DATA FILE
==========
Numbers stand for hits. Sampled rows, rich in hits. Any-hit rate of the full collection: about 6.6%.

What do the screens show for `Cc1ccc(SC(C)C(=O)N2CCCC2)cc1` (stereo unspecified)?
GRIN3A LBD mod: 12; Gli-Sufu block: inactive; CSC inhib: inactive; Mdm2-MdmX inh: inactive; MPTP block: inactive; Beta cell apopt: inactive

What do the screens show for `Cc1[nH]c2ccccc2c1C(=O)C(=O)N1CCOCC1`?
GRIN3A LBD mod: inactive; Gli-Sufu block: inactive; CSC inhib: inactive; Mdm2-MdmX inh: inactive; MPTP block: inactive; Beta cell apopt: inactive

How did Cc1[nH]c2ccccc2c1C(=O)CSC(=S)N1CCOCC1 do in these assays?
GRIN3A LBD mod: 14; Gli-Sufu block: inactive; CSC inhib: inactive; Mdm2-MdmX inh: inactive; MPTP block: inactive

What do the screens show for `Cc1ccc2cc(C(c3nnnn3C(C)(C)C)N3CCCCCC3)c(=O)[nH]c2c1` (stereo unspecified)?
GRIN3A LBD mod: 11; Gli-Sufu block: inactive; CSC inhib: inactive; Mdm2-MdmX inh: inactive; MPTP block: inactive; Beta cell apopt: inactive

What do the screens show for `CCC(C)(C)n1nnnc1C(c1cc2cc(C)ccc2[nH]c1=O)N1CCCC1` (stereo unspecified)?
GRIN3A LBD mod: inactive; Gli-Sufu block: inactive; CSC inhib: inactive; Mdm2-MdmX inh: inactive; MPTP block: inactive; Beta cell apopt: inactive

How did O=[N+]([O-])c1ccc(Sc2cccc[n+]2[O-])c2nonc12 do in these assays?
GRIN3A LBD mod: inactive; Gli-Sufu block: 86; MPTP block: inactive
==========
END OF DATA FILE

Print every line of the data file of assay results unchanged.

Numbers stand for hits. Sampled rows, rich in hits. Any-hit rate of the full collection: about 6.6%.

What do the screens show for `Cc1ccc(SC(C)C(=O)N2CCCC2)cc1` (stereo unspecified)?
GRIN3A LBD mod: 12; Gli-Sufu block: inactive; CSC inhib: inactive; Mdm2-MdmX inh: inactive; MPTP block: inactive; Beta cell apopt: inactive

What do the screens show for `Cc1[nH]c2ccccc2c1C(=O)C(=O)N1CCOCC1`?
GRIN3A LBD mod: inactive; Gli-Sufu block: inactive; CSC inhib: inactive; Mdm2-MdmX inh: inactive; MPTP block: inactive; Beta cell apopt: inactive

How did Cc1[nH]c2ccccc2c1C(=O)CSC(=S)N1CCOCC1 do in these assays?
GRIN3A LBD mod: 14; Gli-Sufu block: inactive; CSC inhib: inactive; Mdm2-MdmX inh: inactive; MPTP block: inactive

What do the screens show for `Cc1ccc2cc(C(c3nnnn3C(C)(C)C)N3CCCCCC3)c(=O)[nH]c2c1` (stereo unspecified)?
GRIN3A LBD mod: 11; Gli-Sufu block: inactive; CSC inhib: inactive; Mdm2-MdmX inh: inactive; MPTP block: inactive; Beta cell apopt: inactive

What do the screens show for `CCC(C)(C)n1nnnc1C(c1cc2cc(C)ccc2[nH]c1=O)N1CCCC1` (stereo unspecified)?
GRIN3A LBD mod: inactive; Gli-Sufu block: inactive; CSC inhib: inactive; Mdm2-MdmX inh: inactive; MPTP block: inactive; Beta cell apopt: inactive

How did O=[N+]([O-])c1ccc(Sc2cccc[n+]2[O-])c2nonc12 do in these assays?
GRIN3A LBD mod: inactive; Gli-Sufu block: 86; MPTP block: inactive